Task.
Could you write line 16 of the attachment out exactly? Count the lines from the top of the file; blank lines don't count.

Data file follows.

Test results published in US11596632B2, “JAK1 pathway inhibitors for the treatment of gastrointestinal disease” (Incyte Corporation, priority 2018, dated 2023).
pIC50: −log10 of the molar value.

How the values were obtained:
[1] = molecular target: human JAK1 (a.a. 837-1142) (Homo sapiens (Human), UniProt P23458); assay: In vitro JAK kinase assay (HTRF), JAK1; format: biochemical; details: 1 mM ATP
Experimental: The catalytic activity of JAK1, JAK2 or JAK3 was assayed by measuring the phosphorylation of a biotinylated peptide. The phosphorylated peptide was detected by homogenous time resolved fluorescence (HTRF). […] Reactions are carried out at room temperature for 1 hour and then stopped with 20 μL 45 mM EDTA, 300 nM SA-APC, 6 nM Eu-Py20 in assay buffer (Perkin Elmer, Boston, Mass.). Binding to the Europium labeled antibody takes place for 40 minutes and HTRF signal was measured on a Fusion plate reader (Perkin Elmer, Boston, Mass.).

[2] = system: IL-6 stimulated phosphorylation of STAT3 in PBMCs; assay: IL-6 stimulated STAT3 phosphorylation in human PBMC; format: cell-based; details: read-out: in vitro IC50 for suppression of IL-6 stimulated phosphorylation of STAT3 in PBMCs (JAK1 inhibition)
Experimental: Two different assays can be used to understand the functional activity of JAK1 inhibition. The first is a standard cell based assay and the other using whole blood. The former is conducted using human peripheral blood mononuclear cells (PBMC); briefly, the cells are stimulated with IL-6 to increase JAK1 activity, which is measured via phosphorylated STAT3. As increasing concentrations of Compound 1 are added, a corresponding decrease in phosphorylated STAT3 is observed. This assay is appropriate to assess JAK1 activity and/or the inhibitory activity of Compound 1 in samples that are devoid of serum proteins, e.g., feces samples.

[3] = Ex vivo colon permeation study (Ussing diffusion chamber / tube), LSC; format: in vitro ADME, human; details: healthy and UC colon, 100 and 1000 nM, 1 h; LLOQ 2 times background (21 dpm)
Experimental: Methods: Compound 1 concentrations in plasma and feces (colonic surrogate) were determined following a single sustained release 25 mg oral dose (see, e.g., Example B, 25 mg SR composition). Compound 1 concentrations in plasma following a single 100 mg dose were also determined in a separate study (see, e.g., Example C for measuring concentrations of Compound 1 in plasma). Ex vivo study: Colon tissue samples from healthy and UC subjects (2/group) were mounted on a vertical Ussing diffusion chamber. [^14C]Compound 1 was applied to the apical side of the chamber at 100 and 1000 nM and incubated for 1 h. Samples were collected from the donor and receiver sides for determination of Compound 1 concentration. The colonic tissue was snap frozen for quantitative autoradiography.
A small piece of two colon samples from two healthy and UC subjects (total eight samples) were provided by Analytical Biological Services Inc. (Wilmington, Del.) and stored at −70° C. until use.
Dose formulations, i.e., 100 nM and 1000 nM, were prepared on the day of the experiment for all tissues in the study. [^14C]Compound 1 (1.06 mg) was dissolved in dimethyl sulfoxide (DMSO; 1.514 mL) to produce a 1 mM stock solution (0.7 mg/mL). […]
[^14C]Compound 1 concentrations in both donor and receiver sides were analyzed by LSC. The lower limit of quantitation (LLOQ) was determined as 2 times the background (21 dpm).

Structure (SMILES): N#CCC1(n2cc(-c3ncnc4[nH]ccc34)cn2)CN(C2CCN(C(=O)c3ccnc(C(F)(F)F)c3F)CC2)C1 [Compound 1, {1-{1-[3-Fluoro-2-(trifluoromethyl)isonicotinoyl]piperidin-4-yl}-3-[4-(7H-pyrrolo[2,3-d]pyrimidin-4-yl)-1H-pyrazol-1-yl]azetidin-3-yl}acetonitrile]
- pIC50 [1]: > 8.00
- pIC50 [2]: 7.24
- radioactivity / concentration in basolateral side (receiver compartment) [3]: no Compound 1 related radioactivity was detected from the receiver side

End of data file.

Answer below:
- radioactivity / concentration in basolateral side (receiver compartment) [3]: no Compound 1 related radioactivity was detected from the receiver side